Stochastic Changes are Sufficient to Produce the Behavior of Aging Clocks

That it is possible to produce aging clocks from omics data, that some omics changes map very well to chronological age, biological age, and risk and presence of age-related disease, has been used to argue for aging to be an evolved program. Researchers here use a modeling approach to show that random events, the accumulation of molecular damage, can still produce the outcome observed in aging clocks.

Aging clocks have provided one of the most important recent breakthroughs in the biology of aging, and may provide indicators for the effectiveness of interventions in the aging process and preventive treatments for age-related diseases. The reproducibility of accurate aging clocks has reinvigorated the debate on whether a programmed process underlies aging. Here we show that accumulating stochastic variation in purely simulated data is sufficient to build aging clocks, and that first-generation and second-generation aging clocks are compatible with the accumulation of stochastic variation in DNA methylation or transcriptomic data.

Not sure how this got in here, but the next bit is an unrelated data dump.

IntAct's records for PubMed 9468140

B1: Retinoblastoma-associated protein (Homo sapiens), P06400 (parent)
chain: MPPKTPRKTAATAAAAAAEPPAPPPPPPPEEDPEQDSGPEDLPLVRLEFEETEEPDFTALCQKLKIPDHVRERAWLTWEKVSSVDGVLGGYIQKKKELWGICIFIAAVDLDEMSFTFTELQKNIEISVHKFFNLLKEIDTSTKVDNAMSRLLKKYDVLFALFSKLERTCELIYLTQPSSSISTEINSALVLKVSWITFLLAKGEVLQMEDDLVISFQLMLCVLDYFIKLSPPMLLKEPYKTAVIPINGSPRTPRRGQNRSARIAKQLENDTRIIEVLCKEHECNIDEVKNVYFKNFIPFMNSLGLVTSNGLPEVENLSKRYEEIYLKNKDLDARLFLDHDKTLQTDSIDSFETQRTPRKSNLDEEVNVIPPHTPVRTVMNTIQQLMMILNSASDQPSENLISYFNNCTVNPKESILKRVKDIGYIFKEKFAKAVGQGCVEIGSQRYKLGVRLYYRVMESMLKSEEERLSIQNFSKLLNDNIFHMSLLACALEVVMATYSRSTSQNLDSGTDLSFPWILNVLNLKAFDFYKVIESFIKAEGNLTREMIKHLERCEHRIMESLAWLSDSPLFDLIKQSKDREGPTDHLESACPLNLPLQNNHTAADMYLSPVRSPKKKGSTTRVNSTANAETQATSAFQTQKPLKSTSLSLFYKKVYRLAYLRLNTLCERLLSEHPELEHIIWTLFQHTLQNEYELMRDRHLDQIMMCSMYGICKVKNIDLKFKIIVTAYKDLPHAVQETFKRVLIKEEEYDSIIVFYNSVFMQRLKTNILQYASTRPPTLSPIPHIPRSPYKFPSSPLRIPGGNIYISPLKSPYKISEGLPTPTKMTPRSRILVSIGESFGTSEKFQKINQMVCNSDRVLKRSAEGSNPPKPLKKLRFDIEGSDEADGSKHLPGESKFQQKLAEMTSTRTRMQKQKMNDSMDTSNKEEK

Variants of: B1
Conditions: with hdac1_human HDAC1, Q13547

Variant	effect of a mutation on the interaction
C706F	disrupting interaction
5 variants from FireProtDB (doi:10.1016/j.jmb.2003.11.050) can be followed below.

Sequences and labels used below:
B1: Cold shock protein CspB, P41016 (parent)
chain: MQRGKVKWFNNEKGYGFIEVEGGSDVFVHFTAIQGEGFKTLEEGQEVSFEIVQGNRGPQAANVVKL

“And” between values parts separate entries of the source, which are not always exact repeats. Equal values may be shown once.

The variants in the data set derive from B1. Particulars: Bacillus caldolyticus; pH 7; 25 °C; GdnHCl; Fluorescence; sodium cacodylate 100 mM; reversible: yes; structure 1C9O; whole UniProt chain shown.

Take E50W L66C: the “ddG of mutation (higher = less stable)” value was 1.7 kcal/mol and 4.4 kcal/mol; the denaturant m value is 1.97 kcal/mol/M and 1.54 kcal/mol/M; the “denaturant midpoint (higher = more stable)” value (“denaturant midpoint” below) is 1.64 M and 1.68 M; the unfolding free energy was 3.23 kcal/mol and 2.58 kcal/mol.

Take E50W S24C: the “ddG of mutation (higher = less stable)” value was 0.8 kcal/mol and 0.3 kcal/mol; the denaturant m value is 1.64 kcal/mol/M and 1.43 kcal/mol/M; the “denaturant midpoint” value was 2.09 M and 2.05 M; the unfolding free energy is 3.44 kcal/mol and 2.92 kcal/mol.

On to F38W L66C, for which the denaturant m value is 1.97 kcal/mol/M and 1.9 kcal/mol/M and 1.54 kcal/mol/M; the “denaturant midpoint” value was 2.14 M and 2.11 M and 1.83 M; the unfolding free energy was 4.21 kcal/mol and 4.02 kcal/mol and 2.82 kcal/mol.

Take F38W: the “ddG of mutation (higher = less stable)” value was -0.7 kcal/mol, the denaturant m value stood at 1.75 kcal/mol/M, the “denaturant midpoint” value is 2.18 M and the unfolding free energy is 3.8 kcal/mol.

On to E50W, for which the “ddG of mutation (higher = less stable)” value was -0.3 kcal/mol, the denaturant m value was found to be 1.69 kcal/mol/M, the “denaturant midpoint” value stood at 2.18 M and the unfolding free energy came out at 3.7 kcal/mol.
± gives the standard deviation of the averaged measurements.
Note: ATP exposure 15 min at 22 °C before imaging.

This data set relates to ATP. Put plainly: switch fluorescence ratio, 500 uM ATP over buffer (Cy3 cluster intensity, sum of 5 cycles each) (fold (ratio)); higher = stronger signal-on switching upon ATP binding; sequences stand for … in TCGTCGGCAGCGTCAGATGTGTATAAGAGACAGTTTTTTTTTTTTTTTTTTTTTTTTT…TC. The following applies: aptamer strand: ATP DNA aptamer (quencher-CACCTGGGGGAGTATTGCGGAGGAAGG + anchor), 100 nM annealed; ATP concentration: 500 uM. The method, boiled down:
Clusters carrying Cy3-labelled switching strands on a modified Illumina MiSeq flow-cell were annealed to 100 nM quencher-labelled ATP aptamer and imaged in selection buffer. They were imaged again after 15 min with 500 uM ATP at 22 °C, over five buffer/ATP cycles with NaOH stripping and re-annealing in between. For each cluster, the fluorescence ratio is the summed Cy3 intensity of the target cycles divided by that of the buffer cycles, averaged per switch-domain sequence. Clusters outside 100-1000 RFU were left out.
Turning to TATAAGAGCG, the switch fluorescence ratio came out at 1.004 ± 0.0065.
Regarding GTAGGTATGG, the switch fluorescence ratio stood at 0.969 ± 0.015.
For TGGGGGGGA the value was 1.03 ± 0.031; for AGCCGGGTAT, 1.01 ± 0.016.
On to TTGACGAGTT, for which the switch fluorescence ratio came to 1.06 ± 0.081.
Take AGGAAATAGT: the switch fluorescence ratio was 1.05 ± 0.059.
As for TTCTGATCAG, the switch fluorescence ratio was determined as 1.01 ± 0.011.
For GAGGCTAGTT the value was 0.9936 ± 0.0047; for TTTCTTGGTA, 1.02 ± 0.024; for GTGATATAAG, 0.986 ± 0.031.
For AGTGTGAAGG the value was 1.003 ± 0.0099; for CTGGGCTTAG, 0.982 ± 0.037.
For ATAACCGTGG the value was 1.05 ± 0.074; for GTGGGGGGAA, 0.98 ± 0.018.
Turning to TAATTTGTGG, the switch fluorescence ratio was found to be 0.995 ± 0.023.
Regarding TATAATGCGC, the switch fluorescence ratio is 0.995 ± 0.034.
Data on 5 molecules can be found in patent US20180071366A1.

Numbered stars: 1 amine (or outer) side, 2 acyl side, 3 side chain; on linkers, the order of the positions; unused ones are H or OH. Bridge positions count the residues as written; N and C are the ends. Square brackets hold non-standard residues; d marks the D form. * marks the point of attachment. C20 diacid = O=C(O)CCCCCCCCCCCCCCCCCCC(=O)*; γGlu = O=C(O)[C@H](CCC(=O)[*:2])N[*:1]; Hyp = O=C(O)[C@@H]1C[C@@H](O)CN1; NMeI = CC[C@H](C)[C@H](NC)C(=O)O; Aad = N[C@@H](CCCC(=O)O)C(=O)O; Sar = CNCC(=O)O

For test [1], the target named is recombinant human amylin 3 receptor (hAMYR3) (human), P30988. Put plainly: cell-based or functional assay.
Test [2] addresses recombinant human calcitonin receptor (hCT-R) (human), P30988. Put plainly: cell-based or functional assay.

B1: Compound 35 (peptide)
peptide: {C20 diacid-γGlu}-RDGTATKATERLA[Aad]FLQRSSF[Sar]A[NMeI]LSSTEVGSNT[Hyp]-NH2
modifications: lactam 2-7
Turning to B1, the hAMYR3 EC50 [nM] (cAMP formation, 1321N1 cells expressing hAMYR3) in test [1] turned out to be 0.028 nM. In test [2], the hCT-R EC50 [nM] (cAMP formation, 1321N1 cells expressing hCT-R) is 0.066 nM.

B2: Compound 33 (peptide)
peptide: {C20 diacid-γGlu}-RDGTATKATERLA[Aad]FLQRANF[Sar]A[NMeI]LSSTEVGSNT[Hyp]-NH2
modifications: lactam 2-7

We find that accumulating stochastic variation is sufficient to predict chronological and biological age, indicated by significant prediction differences in smoking, calorie restriction, heterochronic parabiosis, and partial reprogramming. Although our simulations may not explicitly rule out a programmed aging process, our results suggest that stochastically accumulating changes in any set of data that have a ground state at age zero are sufficient for generating aging clocks.


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